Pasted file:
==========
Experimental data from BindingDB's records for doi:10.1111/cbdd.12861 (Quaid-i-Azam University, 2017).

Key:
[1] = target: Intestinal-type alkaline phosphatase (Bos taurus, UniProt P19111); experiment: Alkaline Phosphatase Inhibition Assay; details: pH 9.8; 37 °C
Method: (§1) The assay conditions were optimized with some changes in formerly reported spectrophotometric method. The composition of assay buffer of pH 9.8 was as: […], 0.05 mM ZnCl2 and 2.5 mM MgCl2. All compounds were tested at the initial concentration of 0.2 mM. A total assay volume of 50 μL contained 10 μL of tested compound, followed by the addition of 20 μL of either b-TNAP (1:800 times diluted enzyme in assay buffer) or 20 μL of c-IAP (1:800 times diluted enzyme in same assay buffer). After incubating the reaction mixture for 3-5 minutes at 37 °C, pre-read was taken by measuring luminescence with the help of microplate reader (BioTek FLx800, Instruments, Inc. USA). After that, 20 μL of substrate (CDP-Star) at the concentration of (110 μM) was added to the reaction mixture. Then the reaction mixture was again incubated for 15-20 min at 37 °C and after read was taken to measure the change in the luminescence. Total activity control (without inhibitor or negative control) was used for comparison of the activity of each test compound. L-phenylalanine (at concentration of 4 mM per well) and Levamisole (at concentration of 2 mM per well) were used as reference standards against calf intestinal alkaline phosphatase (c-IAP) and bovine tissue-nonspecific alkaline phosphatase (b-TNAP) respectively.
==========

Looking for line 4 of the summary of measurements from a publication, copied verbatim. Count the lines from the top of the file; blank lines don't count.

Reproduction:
Method: (§1) The assay conditions were optimized with some changes in formerly reported spectrophotometric method. The composition of assay buffer of pH 9.8 was as: […], 0.05 mM ZnCl2 and 2.5 mM MgCl2. All compounds were tested at the initial concentration of 0.2 mM. A total assay volume of 50 μL contained 10 μL of tested compound, followed by the addition of 20 μL of either b-TNAP (1:800 times diluted enzyme in assay buffer) or 20 μL of c-IAP (1:800 times diluted enzyme in same assay buffer). After incubating the reaction mixture for 3-5 minutes at 37 °C, pre-read was taken by measuring luminescence with the help of microplate reader (BioTek FLx800, Instruments, Inc. USA). After that, 20 μL of substrate (CDP-Star) at the concentration of (110 μM) was added to the reaction mixture. Then the reaction mixture was again incubated for 15-20 min at 37 °C and after read was taken to measure the change in the luminescence. Total activity control (without inhibitor or negative control) was used for comparison of the activity of each test compound. L-phenylalanine (at concentration of 4 mM per well) and Levamisole (at concentration of 2 mM per well) were used as reference standards against calf intestinal alkaline phosphatase (c-IAP) and bovine tissue-nonspecific alkaline phosphatase (b-TNAP) respectively.